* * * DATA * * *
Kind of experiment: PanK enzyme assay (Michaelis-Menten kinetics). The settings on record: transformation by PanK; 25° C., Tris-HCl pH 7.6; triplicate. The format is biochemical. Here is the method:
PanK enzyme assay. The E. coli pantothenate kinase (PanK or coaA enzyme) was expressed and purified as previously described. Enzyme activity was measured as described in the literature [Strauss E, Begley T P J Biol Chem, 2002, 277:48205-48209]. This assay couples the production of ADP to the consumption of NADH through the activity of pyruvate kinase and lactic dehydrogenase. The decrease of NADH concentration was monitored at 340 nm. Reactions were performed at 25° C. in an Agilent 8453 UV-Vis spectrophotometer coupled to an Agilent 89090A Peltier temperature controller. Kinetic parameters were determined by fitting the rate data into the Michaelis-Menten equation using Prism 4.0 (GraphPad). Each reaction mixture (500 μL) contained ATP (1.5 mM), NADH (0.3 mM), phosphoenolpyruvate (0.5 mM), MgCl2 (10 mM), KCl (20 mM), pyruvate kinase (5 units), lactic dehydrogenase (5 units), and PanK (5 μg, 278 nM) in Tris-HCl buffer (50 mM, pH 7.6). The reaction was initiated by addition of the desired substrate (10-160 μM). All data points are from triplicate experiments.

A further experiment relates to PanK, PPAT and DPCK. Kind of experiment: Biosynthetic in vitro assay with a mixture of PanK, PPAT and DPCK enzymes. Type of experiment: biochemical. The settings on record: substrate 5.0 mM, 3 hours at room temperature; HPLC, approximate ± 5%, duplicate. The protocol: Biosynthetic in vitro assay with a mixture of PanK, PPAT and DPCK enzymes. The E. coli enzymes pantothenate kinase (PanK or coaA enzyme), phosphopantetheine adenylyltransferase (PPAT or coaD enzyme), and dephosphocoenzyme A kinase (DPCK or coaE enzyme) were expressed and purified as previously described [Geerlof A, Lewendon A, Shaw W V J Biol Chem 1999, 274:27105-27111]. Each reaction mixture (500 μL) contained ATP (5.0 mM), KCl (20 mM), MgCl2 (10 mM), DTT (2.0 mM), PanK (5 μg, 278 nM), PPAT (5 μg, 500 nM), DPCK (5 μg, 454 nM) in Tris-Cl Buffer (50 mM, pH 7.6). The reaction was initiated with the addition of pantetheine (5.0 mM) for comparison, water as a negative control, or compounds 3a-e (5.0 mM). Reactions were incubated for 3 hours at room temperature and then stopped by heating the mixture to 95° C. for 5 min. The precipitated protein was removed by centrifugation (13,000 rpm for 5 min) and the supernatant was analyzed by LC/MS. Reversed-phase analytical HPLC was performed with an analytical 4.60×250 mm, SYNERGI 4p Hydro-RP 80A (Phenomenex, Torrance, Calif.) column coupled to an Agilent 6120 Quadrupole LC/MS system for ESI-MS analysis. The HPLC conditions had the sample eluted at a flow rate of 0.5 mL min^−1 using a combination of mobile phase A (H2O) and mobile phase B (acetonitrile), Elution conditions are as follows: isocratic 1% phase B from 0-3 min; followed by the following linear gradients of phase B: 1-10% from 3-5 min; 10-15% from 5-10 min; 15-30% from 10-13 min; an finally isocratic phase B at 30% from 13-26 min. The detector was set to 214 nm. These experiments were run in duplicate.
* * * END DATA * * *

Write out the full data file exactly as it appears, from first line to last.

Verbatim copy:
Kind of experiment: PanK enzyme assay (Michaelis-Menten kinetics). The settings on record: transformation by PanK; 25° C., Tris-HCl pH 7.6; triplicate. The format is biochemical. Here is the method:
PanK enzyme assay. The E. coli pantothenate kinase (PanK or coaA enzyme) was expressed and purified as previously described. Enzyme activity was measured as described in the literature [Strauss E, Begley T P J Biol Chem, 2002, 277:48205-48209]. This assay couples the production of ADP to the consumption of NADH through the activity of pyruvate kinase and lactic dehydrogenase. The decrease of NADH concentration was monitored at 340 nm. Reactions were performed at 25° C. in an Agilent 8453 UV-Vis spectrophotometer coupled to an Agilent 89090A Peltier temperature controller. Kinetic parameters were determined by fitting the rate data into the Michaelis-Menten equation using Prism 4.0 (GraphPad). Each reaction mixture (500 μL) contained ATP (1.5 mM), NADH (0.3 mM), phosphoenolpyruvate (0.5 mM), MgCl2 (10 mM), KCl (20 mM), pyruvate kinase (5 units), lactic dehydrogenase (5 units), and PanK (5 μg, 278 nM) in Tris-HCl buffer (50 mM, pH 7.6). The reaction was initiated by addition of the desired substrate (10-160 μM). All data points are from triplicate experiments.

A further experiment relates to PanK, PPAT and DPCK. Kind of experiment: Biosynthetic in vitro assay with a mixture of PanK, PPAT and DPCK enzymes. Type of experiment: biochemical. The settings on record: substrate 5.0 mM, 3 hours at room temperature; HPLC, approximate ± 5%, duplicate. The protocol: Biosynthetic in vitro assay with a mixture of PanK, PPAT and DPCK enzymes. The E. coli enzymes pantothenate kinase (PanK or coaA enzyme), phosphopantetheine adenylyltransferase (PPAT or coaD enzyme), and dephosphocoenzyme A kinase (DPCK or coaE enzyme) were expressed and purified as previously described [Geerlof A, Lewendon A, Shaw W V J Biol Chem 1999, 274:27105-27111]. Each reaction mixture (500 μL) contained ATP (5.0 mM), KCl (20 mM), MgCl2 (10 mM), DTT (2.0 mM), PanK (5 μg, 278 nM), PPAT (5 μg, 500 nM), DPCK (5 μg, 454 nM) in Tris-Cl Buffer (50 mM, pH 7.6). The reaction was initiated with the addition of pantetheine (5.0 mM) for comparison, water as a negative control, or compounds 3a-e (5.0 mM). Reactions were incubated for 3 hours at room temperature and then stopped by heating the mixture to 95° C. for 5 min. The precipitated protein was removed by centrifugation (13,000 rpm for 5 min) and the supernatant was analyzed by LC/MS. Reversed-phase analytical HPLC was performed with an analytical 4.60×250 mm, SYNERGI 4p Hydro-RP 80A (Phenomenex, Torrance, Calif.) column coupled to an Agilent 6120 Quadrupole LC/MS system for ESI-MS analysis. The HPLC conditions had the sample eluted at a flow rate of 0.5 mL min^−1 using a combination of mobile phase A (H2O) and mobile phase B (acetonitrile), Elution conditions are as follows: isocratic 1% phase B from 0-3 min; followed by the following linear gradients of phase B: 1-10% from 3-5 min; 10-15% from 5-10 min; 15-30% from 10-13 min; an finally isocratic phase B at 30% from 13-26 min. The detector was set to 214 nm. These experiments were run in duplicate.